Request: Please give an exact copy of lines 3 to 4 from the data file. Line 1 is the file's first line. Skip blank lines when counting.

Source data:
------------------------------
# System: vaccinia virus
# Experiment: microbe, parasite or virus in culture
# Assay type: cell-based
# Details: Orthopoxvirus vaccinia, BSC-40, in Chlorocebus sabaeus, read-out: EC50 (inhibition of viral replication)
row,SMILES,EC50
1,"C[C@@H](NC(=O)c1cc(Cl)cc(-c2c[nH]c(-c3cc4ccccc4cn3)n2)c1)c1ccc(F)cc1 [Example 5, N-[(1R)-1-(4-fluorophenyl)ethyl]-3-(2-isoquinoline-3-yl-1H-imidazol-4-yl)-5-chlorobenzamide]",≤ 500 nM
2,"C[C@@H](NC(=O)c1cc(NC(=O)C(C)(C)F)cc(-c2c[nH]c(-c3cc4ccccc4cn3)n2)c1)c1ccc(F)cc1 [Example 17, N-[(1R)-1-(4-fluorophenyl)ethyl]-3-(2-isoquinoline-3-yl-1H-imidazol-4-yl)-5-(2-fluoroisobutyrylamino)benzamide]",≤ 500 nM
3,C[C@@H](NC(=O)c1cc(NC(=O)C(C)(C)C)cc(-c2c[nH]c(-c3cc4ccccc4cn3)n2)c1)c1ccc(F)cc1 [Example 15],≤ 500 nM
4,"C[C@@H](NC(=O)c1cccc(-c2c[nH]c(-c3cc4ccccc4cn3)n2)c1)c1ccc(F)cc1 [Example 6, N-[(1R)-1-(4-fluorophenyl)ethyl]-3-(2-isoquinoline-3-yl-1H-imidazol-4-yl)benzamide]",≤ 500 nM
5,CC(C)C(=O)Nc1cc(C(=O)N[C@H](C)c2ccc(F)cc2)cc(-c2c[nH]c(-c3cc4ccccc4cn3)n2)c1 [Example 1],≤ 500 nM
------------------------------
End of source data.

# Assay type: cell-based
# Details: Orthopoxvirus vaccinia, BSC-40, in Chlorocebus sabaeus, read-out: EC50 (inhibition of viral replication)